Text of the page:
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Kidney Int. 2012 Mar;81(5):442-8. doi: 10.1038/ki.2011.379. Epub 2011 Nov 23.

Chronic kidney disease after acute kidney injury: a systematic review and meta-analysis.

Author information

1
Department of Internal Medicine, Yale University School of Medicine, New Haven, Connecticut, USA.

Abstract

Acute kidney injury may increase the risk for chronic kidney disease and end-stage renal disease. In an attempt to summarize the literature and provide more compelling evidence, we conducted a systematic review comparing the risk for CKD, ESRD, and death in patients with and without AKI. From electronic databases, web search engines, and bibliographies, 13 cohort studies were selected, evaluating long-term renal outcomes and non-renal outcomes in patients with AKI. The pooled incidence of CKD and ESRD were 25.8 per 100 person-years and 8.6 per 100 person-years, respectively. Patients with AKI had higher risks for developing CKD (pooled adjusted hazard ratio 8.8, 95% CI 3.1-25.5), ESRD (pooled adjusted HR 3.1, 95% CI 1.9-5.0), and mortality (pooled adjusted HR 2.0, 95% CI 1.3-3.1) compared with patients without AKI. The relationship between AKI and CKD or ESRD was graded on the basis of the severity of AKI, and the effect size was dampened by decreased baseline glomerular filtration rate. Data were limited, but AKI was also independently associated with the risk for cardiovascular disease and congestive heart failure, but not with hospitalization for stroke or all-cause hospitalizations. Meta-regression did not identify any study-level factors that were associated with the risk for CKD or ESRD. Our review identifies AKI as an independent risk factor for CKD, ESRD, death, and other important non-renal outcomes.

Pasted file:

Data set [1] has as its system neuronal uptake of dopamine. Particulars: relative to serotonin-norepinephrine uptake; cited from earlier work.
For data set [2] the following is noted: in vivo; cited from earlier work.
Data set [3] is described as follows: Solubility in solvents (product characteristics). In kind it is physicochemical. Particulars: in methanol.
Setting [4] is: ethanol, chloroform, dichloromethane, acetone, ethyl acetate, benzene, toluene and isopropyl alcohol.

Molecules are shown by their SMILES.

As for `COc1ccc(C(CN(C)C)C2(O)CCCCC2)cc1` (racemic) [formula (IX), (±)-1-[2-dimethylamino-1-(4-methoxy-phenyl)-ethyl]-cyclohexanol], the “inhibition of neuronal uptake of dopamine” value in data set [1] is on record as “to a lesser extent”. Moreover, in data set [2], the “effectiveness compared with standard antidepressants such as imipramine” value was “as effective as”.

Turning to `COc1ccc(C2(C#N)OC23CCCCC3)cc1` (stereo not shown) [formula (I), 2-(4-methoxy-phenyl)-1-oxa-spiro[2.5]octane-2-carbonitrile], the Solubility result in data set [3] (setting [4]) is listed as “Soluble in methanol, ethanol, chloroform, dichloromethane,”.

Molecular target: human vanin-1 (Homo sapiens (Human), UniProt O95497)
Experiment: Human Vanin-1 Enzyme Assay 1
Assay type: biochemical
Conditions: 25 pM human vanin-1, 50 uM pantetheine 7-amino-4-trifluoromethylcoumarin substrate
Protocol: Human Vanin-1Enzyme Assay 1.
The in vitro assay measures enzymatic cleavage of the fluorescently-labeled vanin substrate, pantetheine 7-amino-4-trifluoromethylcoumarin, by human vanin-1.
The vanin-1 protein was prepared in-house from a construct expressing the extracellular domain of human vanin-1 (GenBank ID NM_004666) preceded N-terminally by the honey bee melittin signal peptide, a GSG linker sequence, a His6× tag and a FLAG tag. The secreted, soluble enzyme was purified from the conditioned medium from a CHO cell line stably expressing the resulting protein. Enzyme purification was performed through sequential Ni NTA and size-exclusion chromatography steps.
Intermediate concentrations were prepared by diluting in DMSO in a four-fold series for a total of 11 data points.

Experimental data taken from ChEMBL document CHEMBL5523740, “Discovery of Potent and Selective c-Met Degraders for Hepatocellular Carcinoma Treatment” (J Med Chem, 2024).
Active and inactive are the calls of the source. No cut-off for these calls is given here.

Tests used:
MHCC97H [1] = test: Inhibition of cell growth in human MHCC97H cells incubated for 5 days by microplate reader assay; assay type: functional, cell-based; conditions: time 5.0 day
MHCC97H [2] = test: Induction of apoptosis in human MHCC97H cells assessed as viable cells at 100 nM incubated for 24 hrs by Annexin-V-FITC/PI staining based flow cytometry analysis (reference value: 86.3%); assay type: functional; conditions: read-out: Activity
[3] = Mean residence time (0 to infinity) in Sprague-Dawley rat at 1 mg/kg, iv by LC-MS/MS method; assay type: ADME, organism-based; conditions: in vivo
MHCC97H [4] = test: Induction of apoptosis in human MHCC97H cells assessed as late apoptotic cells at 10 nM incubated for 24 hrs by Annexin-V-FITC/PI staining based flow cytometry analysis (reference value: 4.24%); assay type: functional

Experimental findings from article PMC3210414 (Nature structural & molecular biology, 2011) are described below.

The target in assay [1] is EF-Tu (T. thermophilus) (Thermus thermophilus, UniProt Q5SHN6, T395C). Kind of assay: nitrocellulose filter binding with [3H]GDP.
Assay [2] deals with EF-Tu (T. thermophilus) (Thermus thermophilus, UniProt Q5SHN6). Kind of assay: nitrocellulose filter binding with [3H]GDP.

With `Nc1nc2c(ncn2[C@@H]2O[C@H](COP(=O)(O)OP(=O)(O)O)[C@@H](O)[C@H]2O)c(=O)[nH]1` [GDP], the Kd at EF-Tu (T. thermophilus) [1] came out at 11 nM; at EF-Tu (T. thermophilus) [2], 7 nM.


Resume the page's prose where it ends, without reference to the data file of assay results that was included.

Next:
PMID:
22113526
PMCID:
PMC3788581
DOI:
10.1038/ki.2011.379
[Indexed for MEDLINE]
Free PMC Article

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